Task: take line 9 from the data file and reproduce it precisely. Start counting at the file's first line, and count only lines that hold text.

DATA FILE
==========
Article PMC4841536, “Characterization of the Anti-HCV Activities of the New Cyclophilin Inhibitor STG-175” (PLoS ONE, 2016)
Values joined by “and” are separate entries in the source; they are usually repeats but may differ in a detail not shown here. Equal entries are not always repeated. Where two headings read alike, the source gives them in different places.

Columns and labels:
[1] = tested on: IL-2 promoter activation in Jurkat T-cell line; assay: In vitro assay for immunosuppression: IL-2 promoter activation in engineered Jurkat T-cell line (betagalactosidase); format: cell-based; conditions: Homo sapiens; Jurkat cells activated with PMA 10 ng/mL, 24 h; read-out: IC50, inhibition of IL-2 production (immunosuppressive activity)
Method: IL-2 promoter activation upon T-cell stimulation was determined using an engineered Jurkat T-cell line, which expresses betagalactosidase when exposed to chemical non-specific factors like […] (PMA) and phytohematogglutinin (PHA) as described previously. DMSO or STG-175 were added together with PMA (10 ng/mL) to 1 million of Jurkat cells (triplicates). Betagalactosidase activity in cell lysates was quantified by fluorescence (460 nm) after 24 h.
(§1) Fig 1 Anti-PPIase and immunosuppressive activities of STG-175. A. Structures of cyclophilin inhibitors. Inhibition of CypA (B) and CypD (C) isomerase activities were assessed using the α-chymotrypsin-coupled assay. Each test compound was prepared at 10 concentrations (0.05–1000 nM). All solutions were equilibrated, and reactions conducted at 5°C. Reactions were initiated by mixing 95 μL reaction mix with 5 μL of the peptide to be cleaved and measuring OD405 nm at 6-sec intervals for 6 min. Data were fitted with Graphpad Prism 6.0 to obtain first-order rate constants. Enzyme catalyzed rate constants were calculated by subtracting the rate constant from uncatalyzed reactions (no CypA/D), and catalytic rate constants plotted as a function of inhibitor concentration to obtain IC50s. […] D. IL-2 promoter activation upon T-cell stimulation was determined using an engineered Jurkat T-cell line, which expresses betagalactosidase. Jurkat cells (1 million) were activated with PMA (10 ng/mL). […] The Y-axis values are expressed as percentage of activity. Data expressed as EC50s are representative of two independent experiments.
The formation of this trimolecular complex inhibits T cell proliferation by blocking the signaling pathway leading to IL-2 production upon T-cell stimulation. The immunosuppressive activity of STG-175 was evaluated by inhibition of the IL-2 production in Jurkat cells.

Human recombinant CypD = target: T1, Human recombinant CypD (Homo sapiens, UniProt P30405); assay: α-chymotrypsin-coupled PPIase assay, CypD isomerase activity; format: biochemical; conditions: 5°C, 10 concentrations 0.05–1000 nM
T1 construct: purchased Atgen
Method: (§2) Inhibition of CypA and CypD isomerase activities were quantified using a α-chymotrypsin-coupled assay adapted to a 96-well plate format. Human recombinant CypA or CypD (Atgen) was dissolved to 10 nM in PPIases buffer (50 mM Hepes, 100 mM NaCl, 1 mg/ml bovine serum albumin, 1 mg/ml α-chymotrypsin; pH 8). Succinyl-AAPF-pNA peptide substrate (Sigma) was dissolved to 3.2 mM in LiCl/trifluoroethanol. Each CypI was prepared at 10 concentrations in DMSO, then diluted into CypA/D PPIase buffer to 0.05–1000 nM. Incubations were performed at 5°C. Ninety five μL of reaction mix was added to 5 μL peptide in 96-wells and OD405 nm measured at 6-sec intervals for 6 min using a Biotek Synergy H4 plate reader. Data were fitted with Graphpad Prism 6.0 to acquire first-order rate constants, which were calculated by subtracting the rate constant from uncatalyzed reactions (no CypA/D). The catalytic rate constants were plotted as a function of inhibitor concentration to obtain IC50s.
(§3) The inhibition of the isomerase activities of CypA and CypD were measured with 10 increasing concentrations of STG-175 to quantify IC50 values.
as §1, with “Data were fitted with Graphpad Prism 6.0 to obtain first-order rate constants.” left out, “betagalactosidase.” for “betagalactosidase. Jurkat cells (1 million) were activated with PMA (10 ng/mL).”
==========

T1 construct: purchased Atgen